Facing severe limitations in his resources due to the pandemic, Omar considered his priorities; he wanted to be sure that he was able to keep paying the rent and the salaries of his employees. And he wanted his business to be there for the essential workers who depended on his business even more so now that they had extremely limited choices. This attitude of service and accountability translates into trust that is the foundation of delighting both customers and employees. Omar was able to continue to support his employees and his business with a PPP loan. Michelle Pirone Lambros introduced him to Tigers for Nassau. Sunny Sandhu and his team of Princeton University Computer Science students helped Omar improve his online ordering services and updated his website to make it more friendly as the orders shifted significantly to online. They also added touchless menus to make the in-store ordering experience safer.

Michelle Pirone Lambros also introduced Omar to SCORE Princeton mentors, Amulya Garga and Ray Lee, who helped Omar with questions about SBA pandemic assistance programs, Princeton Resiliency Fund grant and future expansion planning. As he learned how to keep his business going, he also got help from his mentors about expanding and aligning his vision for his business with the revitalization plans that the university and the community were shaping. He applied for the Princeton Small Business Resiliency Fund grant and though the grant could be for $5000, he was frugal in his plans and applied for less; he always wants to be a good steward of the gifts that he receives. He received the good news recently that his proposal was selected for funding. In addition, he continued to work on ways to offer his customers more enjoyable lunchtime and dinnertime experiences. People can sit outside and enjoy a live band playing jazz and he is bringing in art to decorate the outside of the café. He has worked with the university to put benches outside and make the area more attractive for more people to come together in a socially distant fashion.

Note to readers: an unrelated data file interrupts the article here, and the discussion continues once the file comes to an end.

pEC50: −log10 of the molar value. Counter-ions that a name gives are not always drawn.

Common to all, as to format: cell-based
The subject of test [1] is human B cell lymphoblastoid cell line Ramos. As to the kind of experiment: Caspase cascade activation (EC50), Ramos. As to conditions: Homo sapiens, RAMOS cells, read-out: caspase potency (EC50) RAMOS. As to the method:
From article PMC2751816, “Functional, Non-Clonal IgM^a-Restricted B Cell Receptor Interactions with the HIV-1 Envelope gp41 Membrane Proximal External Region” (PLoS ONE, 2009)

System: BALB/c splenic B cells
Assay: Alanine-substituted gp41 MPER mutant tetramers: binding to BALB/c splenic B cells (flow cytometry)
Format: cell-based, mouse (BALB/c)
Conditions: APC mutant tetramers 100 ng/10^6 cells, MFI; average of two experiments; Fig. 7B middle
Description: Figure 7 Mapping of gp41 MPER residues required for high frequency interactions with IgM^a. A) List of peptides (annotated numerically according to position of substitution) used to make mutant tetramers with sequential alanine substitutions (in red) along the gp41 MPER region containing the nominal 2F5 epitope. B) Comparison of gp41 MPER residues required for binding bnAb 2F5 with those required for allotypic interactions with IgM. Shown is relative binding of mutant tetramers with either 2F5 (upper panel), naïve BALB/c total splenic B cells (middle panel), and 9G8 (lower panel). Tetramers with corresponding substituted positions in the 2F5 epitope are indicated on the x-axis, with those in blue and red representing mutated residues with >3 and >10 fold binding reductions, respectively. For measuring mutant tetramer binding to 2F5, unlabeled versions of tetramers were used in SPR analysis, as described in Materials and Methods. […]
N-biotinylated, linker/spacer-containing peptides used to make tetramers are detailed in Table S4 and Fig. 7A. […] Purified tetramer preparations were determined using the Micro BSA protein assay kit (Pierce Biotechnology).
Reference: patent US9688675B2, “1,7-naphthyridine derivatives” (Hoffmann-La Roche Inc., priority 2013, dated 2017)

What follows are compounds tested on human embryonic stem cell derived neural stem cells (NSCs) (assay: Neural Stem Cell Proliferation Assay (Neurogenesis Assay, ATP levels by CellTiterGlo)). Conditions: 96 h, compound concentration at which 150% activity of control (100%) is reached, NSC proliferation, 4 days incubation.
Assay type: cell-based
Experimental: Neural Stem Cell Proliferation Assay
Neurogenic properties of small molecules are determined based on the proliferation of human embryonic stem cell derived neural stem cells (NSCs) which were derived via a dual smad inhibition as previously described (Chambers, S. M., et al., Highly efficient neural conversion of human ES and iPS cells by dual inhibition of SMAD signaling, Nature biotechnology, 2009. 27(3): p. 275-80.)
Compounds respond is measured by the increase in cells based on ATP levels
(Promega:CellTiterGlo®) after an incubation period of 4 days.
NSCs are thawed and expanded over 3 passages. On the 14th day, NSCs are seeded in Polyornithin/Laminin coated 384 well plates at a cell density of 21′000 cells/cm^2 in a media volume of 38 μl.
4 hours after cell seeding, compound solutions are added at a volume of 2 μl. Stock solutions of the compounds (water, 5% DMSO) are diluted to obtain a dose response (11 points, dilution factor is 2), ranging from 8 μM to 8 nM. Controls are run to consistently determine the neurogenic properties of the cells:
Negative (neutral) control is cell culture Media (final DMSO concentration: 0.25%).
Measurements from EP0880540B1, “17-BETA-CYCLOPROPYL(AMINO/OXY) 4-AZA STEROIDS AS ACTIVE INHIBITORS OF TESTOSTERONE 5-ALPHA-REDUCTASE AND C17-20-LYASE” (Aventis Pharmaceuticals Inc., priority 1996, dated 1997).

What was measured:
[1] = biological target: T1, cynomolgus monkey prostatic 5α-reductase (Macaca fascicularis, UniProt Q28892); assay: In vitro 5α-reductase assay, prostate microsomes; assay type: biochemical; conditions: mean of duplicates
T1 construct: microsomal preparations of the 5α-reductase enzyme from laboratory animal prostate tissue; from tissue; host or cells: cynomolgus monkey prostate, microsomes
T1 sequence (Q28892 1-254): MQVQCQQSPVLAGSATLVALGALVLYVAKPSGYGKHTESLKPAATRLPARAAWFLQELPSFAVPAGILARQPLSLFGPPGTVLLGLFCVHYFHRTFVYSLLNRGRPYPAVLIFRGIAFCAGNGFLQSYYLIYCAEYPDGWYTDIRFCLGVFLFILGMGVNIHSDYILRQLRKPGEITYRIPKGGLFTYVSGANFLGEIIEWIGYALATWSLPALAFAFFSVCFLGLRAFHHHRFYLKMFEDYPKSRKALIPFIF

When the pandemic hit, instead of laying off employees or reducing their hours, Omar kept all of them working and took the time to invest in them by training them. He showed them how to serve the customers with a smile, to be patient and to always try to improve the response time so that the food is served delicious and hot.

That’s why his customers are saying, “The associates were very nice and took the time to walk us through fan favorites!” and “One of my favorite spots in Princeton.”

Say Cheez Café is becoming a rendezvous place for Princeton professionals who want to connect safely outside with their colleagues nearby for a quick meeting over a healthy, delicious and affordable lunch. It is also becoming popular with school and college students who want to share a grilled cheese sandwich with their friends after school, enjoy the outdoors and the music. Omar’s attitude of learning from adversity caps his other success habits that have served him well and have helped him shepherd his business toward growth as Princeton progresses on its recovery.